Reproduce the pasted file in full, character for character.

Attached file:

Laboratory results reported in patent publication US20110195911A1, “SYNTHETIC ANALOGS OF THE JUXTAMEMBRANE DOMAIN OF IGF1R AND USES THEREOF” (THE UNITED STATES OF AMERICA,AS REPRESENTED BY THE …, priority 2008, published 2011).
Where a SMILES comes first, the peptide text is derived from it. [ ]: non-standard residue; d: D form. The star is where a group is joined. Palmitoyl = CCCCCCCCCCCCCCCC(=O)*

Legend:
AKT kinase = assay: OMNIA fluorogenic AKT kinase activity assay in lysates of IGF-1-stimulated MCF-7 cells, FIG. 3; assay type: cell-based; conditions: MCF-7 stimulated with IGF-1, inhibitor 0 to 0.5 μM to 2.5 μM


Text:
Laboratory results reported in patent publication US20110195911A1, “SYNTHETIC ANALOGS OF THE JUXTAMEMBRANE DOMAIN OF IGF1R AND USES THEREOF” (THE UNITED STATES OF AMERICA,AS REPRESENTED BY THE …, priority 2008, published 2011).
Where a SMILES comes first, the peptide text is derived from it. [ ]: non-standard residue; d: D form. The star is where a group is joined. Palmitoyl = CCCCCCCCCCCCCCCC(=O)*

Legend:
AKT kinase = assay: OMNIA fluorogenic AKT kinase activity assay in lysates of IGF-1-stimulated MCF-7 cells, FIG. 3; assay type: cell-based; conditions: MCF-7 stimulated with IGF-1, inhibitor 0 to 0.5 μM to 2.5 μM